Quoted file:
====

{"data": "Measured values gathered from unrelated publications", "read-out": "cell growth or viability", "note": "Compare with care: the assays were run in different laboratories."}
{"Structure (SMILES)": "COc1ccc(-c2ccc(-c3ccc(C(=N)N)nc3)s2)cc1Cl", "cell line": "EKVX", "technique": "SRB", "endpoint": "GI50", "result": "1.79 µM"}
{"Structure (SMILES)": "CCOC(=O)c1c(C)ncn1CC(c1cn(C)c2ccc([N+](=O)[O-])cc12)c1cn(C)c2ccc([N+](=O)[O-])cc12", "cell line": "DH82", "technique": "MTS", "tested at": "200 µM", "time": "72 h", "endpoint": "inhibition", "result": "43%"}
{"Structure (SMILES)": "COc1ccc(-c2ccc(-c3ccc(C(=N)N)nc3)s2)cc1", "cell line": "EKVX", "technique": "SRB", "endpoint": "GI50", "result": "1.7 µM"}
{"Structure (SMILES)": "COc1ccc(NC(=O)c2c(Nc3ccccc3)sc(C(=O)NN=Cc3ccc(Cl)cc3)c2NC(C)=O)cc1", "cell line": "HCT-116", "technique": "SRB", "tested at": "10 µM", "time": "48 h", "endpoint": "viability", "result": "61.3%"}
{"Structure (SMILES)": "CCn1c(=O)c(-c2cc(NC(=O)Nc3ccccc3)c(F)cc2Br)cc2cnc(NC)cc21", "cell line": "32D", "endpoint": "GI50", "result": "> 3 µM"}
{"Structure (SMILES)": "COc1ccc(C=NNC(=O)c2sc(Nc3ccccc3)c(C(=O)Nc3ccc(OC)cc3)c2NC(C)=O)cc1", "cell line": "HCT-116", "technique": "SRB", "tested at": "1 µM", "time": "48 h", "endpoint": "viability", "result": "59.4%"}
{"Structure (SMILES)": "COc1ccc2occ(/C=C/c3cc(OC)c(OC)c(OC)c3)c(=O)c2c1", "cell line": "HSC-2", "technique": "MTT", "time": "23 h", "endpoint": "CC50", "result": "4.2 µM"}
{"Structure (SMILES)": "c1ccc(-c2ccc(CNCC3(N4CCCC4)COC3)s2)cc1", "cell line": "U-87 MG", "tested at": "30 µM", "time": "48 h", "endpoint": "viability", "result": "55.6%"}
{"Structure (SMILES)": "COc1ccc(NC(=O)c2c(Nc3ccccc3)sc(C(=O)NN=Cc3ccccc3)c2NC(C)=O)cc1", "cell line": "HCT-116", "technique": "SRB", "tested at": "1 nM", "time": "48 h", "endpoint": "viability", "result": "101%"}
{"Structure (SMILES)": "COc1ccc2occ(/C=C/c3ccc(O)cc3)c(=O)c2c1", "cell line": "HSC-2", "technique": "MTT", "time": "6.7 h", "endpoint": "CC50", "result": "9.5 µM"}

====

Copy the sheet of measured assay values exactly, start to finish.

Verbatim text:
{"data": "Measured values gathered from unrelated publications", "read-out": "cell growth or viability", "note": "Compare with care: the assays were run in different laboratories."}
{"Structure (SMILES)": "COc1ccc(-c2ccc(-c3ccc(C(=N)N)nc3)s2)cc1Cl", "cell line": "EKVX", "technique": "SRB", "endpoint": "GI50", "result": "1.79 µM"}
{"Structure (SMILES)": "CCOC(=O)c1c(C)ncn1CC(c1cn(C)c2ccc([N+](=O)[O-])cc12)c1cn(C)c2ccc([N+](=O)[O-])cc12", "cell line": "DH82", "technique": "MTS", "tested at": "200 µM", "time": "72 h", "endpoint": "inhibition", "result": "43%"}
{"Structure (SMILES)": "COc1ccc(-c2ccc(-c3ccc(C(=N)N)nc3)s2)cc1", "cell line": "EKVX", "technique": "SRB", "endpoint": "GI50", "result": "1.7 µM"}
{"Structure (SMILES)": "COc1ccc(NC(=O)c2c(Nc3ccccc3)sc(C(=O)NN=Cc3ccc(Cl)cc3)c2NC(C)=O)cc1", "cell line": "HCT-116", "technique": "SRB", "tested at": "10 µM", "time": "48 h", "endpoint": "viability", "result": "61.3%"}
{"Structure (SMILES)": "CCn1c(=O)c(-c2cc(NC(=O)Nc3ccccc3)c(F)cc2Br)cc2cnc(NC)cc21", "cell line": "32D", "endpoint": "GI50", "result": "> 3 µM"}
{"Structure (SMILES)": "COc1ccc(C=NNC(=O)c2sc(Nc3ccccc3)c(C(=O)Nc3ccc(OC)cc3)c2NC(C)=O)cc1", "cell line": "HCT-116", "technique": "SRB", "tested at": "1 µM", "time": "48 h", "endpoint": "viability", "result": "59.4%"}
{"Structure (SMILES)": "COc1ccc2occ(/C=C/c3cc(OC)c(OC)c(OC)c3)c(=O)c2c1", "cell line": "HSC-2", "technique": "MTT", "time": "23 h", "endpoint": "CC50", "result": "4.2 µM"}
{"Structure (SMILES)": "c1ccc(-c2ccc(CNCC3(N4CCCC4)COC3)s2)cc1", "cell line": "U-87 MG", "tested at": "30 µM", "time": "48 h", "endpoint": "viability", "result": "55.6%"}
{"Structure (SMILES)": "COc1ccc(NC(=O)c2c(Nc3ccccc3)sc(C(=O)NN=Cc3ccccc3)c2NC(C)=O)cc1", "cell line": "HCT-116", "technique": "SRB", "tested at": "1 nM", "time": "48 h", "endpoint": "viability", "result": "101%"}
{"Structure (SMILES)": "COc1ccc2occ(/C=C/c3ccc(O)cc3)c(=O)c2c1", "cell line": "HSC-2", "technique": "MTT", "time": "6.7 h", "endpoint": "CC50", "result": "9.5 µM"}